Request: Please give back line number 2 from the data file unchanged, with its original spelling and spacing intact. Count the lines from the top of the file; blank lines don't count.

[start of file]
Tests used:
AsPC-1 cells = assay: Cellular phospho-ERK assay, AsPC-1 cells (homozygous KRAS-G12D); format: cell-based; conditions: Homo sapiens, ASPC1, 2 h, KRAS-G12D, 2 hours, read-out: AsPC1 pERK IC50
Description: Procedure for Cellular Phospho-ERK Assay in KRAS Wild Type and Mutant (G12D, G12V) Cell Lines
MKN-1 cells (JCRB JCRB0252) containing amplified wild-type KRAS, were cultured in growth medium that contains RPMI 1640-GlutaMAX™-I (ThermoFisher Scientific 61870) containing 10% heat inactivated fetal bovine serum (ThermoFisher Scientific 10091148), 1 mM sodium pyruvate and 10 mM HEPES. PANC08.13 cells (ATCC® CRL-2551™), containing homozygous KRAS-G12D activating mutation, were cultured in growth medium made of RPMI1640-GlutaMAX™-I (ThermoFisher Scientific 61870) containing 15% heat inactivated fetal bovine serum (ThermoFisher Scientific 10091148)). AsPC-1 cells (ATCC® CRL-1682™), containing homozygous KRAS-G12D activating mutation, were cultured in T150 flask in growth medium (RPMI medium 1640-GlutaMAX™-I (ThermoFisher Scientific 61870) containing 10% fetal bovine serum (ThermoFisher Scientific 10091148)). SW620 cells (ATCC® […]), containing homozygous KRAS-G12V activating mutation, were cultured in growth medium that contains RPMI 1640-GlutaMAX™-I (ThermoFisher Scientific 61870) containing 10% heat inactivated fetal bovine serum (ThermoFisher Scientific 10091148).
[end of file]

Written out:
AsPC-1 cells = assay: Cellular phospho-ERK assay, AsPC-1 cells (homozygous KRAS-G12D); format: cell-based; conditions: Homo sapiens, ASPC1, 2 h, KRAS-G12D, 2 hours, read-out: AsPC1 pERK IC50